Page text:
Tufts has tried to ease into its new role with the SMFA, and Bauer told the Daily she has sought to address various concerns and simplify processes so that faculty and students can get needed resources.

“As a dean I removed some of the rules and regulations governing what happens academically and also how the faculty were treated that I thought were keeping the school down,” Bauer said.

Professor Ken Hruby, who teaches sculpture at the SMFA, told the Daily that he has seen a major shift in how the SMFA interacts with its educators under the new administration, particularly in their ready embrace of new ideas.

“Nancy Bauer’s been very clear about the fact that she’s willing to experiment,” he said. “If you come up with a course offering and a syllabus, she would be more than willing to try it for a couple of years and see how it flies. That’s exciting.”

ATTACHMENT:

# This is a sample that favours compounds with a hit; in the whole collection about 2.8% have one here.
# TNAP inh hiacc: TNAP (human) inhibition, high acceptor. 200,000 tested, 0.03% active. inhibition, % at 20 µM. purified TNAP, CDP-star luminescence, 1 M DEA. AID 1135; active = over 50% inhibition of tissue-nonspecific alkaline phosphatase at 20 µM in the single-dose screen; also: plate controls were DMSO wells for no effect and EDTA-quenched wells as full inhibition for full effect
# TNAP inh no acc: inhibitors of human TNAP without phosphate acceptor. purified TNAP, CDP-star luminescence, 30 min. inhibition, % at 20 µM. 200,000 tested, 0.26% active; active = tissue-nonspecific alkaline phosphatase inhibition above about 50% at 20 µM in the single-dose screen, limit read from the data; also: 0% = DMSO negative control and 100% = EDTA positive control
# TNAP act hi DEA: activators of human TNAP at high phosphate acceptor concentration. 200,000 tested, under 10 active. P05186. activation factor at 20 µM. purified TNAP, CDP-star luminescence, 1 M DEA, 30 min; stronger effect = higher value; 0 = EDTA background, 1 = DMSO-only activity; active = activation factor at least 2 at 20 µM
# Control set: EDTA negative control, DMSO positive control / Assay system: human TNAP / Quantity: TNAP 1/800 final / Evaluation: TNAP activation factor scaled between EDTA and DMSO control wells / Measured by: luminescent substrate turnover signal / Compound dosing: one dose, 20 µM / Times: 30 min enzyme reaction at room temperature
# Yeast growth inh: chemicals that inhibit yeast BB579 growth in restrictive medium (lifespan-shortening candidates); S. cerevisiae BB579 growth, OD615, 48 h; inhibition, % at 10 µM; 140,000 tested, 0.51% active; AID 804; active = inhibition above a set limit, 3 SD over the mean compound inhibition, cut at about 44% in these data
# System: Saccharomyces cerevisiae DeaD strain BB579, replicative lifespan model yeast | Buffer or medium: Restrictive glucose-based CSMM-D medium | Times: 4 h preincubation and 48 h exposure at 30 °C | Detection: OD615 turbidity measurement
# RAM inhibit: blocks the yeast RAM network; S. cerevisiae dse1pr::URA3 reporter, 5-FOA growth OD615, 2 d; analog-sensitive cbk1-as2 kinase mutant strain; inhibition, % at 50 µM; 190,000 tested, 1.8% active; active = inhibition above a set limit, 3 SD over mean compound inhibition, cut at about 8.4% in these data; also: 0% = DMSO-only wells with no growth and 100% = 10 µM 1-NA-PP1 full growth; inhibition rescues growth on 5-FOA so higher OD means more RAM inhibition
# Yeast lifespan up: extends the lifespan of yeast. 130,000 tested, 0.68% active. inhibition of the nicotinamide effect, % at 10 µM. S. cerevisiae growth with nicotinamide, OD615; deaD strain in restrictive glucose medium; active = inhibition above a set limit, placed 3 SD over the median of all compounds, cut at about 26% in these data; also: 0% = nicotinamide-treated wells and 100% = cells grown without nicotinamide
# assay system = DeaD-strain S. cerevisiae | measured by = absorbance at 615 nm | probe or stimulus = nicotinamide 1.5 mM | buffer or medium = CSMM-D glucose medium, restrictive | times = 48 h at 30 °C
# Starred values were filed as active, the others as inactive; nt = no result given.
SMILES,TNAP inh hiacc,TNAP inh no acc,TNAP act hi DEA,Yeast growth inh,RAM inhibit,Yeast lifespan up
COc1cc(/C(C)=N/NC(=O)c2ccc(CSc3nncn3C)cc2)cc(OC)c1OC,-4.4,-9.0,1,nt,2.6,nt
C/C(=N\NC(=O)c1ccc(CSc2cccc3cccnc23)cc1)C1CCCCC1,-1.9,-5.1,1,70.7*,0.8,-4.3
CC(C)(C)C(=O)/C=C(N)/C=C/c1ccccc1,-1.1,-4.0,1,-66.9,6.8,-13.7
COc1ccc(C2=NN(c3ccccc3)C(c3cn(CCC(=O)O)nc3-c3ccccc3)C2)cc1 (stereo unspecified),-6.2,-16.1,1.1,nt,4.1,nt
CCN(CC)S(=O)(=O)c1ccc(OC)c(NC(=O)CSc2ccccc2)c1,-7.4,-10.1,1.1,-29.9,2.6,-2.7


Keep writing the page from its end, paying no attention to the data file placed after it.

Hruby said that he felt that under the MFA, the SMFA had been frugal to an extreme.

“It was harder to propose new courses I think because they were concerned more about money. We had been a totally tuition-driven institution,” he said. “The result was we sort of became stagnant and static, and I don’t think an institution like an arts school can do that without sort of a continuous change to the palate offered to the student body for exciting courses.”

There have been some issues in communication that have come with the acquisition, though, according to both Swass and Mabel Albert, a rising senior at the SMFA. Swass described a situation in which she had to speak to multiple administrative offices to retrieve a tuition refund check, and Albert described a general shortfall in interdepartmental communication.

Albert said she has not seen much of a change in how professors taught their classes.